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Published:September 8th, 2009 17:00 EST
The Religion of the Non-Religious Japanese

The Religion of the Non-Religious Japanese

By Geoff Dean

 They always tell you never to talk about politics or religion. I never listen to them. Last time, I waded into the topic of Japanese politics so I suppose this time I must tackle Japanese religion or lack thereof. I feel that I am just as qualified to discuss Japanese religion as politics which is to say, not at all, but that has never stood in my way, before or now.

 Japanese people have no religion. At least, if you believe most Japanese people. I have asked my students many times and nine out of ten people (OK, this is a rough approximation with no statistical accuracy, as if I care) will tell you that a) they have no religion and b) Japanese people in general are not religious. It`s tempting to believe it. One student suggested to me that Marxism should have been tried in Japan and not Russia as people here would have had less trouble with official atheism.

 On the other hand, if you pose the questions differently, you are sure to get different responses. Do you visit a Shinto shrine on New Year`s Day? Do you participate in o-bon festivals to send the dead back to the other world? Do you bow and pray to the rising sun? Mt. Fuji? Do you carry an amulet or good luck charm from a Shinto shrine? Before a major test, do you visit a shrine for blessing? Did you dedicate your children at the shrine? Did you get married in a church? Do you want to have your funeral in a Buddhist temple? After death, do you want to be given an auspicious Buddhist funerary name? These questions will all find a vast majority of "Yes" responses. And there are many other "religious" practices which I did not include.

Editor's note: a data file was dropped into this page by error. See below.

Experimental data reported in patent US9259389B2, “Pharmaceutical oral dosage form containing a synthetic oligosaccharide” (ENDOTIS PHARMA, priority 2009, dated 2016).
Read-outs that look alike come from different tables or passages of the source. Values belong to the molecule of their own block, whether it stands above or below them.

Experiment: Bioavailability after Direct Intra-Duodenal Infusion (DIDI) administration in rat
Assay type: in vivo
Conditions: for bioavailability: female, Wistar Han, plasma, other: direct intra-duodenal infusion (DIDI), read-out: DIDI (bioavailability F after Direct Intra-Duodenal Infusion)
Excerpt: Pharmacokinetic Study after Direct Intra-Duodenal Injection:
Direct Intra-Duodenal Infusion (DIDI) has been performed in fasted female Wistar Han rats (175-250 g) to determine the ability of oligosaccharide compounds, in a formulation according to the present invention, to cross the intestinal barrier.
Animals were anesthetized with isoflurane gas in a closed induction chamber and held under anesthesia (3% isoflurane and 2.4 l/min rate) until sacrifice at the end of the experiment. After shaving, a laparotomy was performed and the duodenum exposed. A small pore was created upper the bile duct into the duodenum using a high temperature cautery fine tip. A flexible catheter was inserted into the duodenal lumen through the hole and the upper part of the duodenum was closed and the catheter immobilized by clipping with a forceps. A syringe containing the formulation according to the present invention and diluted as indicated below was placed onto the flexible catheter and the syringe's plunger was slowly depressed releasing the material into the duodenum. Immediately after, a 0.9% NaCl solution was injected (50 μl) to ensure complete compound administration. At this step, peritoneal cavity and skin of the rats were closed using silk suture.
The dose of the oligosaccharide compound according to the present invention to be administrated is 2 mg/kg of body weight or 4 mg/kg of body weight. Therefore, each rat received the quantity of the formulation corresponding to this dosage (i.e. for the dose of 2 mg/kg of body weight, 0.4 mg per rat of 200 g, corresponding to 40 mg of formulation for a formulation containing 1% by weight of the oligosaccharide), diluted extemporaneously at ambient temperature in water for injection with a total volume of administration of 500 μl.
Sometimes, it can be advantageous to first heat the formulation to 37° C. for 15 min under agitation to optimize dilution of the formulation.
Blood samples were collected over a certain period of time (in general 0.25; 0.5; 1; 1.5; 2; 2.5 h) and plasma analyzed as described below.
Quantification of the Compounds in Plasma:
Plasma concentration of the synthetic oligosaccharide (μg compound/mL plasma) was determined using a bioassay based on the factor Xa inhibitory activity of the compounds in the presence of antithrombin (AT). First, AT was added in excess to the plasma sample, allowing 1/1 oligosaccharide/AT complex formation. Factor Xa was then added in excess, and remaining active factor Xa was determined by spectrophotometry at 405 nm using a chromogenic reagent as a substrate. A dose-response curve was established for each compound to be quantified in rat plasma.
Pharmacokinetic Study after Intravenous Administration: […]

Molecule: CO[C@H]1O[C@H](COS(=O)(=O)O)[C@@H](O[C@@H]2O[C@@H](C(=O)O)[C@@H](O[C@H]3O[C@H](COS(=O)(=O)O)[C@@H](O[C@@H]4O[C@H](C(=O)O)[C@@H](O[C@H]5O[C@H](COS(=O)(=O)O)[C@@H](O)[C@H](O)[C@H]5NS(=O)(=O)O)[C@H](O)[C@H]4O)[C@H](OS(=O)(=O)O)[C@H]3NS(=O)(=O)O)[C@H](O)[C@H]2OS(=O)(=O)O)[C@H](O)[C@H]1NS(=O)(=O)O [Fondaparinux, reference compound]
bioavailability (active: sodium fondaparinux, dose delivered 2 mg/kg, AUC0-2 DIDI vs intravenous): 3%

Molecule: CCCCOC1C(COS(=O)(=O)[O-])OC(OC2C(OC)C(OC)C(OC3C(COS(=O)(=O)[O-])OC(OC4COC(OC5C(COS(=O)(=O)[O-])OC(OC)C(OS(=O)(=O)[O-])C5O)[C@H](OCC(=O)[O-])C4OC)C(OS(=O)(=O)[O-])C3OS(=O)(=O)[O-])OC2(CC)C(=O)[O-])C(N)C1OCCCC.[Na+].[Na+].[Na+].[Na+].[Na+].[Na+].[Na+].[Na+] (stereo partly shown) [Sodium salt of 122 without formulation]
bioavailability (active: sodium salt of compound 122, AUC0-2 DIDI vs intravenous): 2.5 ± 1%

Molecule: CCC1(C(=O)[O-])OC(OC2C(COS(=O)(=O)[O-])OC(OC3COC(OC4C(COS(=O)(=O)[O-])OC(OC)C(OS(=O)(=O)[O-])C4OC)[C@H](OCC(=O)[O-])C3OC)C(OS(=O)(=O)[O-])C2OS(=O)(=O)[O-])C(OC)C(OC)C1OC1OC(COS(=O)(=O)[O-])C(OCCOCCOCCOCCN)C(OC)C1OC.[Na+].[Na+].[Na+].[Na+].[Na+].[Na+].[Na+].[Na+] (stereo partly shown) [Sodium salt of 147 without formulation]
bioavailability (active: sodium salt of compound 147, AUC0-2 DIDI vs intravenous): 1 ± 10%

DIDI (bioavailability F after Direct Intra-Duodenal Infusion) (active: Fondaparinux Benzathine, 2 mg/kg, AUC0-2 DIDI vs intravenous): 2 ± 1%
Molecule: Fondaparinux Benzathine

People claim not to be religious and yet they participate in any number of ostensibly religious activities. And, not only that, they frequently sample from various religions (child dedicated in a Shinto shrine, married in a Christian church, buried in a Buddhist graveyard). Which is it? Religious or not?

 I don`t really know nor claim to be able to explain. But I can say this. I have been in Japan for twenty years and no one has ever tried to convert me to Buddhism or Shintoism. As a matter of fact, I don`t know how one would become a Shintoist. There is no baptism, no initiation, no membership. Japanese religions are NOT evangelistic; there is no proselytizing. I`m not saying that is good or bad; it just means that people avoid confrontation. I don`t try to persuade you and you don`t try to persuade me. This "tolerance" seeps into every aspect of Japanese life, in my humble and crumbled opinion. Even the Shinto gods tolerate each other. For example, in most shrines to the god of war, Hachiman, there is in some corner, a tiny shrine to Inari, the fox god. When I asked a Shinto priest about this, he said Hachiman gets along with Inari so there is no jealousy. And Inari is is happy to defer to Hachiman and let him have the large space.

 Furthermore, and thankfully, finally, Japanese religions are gloriously inconsistent. Again, I do not say this to criticize. But Buddhism declares that there is no God and Shinto declares that there are millions of gods and most Japanese believe them both. In the summer, people throng Shinto shrines to dance and usher the dead back into the other world. But Buddhism teaches that the dead are reincarnated, not in some other world. So where are the dead? If you probe this with a Japanese person as I have at times, they usually say, they neither know, nor care. If someone attacked my religion as inconsistent, I would feel the need to defend it. In Japan, most people would laugh.

 Is that good or bad? Of course, I can pass no judgment. But I can see clearly the outworking of the "religious" philosophy of the "non-religious" Japanese every day as I interact with them.